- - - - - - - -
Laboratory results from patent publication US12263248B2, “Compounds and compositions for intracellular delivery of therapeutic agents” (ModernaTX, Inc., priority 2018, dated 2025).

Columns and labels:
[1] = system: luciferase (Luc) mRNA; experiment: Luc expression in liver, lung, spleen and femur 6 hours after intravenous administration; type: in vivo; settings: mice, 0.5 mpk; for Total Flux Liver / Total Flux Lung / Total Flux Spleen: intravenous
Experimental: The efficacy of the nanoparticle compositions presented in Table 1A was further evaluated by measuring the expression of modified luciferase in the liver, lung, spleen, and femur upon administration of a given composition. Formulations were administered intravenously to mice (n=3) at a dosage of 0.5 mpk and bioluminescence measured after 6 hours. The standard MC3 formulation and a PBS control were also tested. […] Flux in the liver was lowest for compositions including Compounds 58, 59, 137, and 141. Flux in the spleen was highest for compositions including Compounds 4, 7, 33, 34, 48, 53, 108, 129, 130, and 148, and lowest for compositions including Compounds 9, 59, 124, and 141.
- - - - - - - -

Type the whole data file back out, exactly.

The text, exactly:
Laboratory results from patent publication US12263248B2, “Compounds and compositions for intracellular delivery of therapeutic agents” (ModernaTX, Inc., priority 2018, dated 2025).

Columns and labels:
[1] = system: luciferase (Luc) mRNA; experiment: Luc expression in liver, lung, spleen and femur 6 hours after intravenous administration; type: in vivo; settings: mice, 0.5 mpk; for Total Flux Liver / Total Flux Lung / Total Flux Spleen: intravenous
Experimental: The efficacy of the nanoparticle compositions presented in Table 1A was further evaluated by measuring the expression of modified luciferase in the liver, lung, spleen, and femur upon administration of a given composition. Formulations were administered intravenously to mice (n=3) at a dosage of 0.5 mpk and bioluminescence measured after 6 hours. The standard MC3 formulation and a PBS control were also tested. […] Flux in the liver was lowest for compositions including Compounds 58, 59, 137, and 141. Flux in the spleen was highest for compositions including Compounds 4, 7, 33, 34, 48, 53, 108, 129, 130, and 148, and lowest for compositions including Compounds 9, 59, 124, and 141.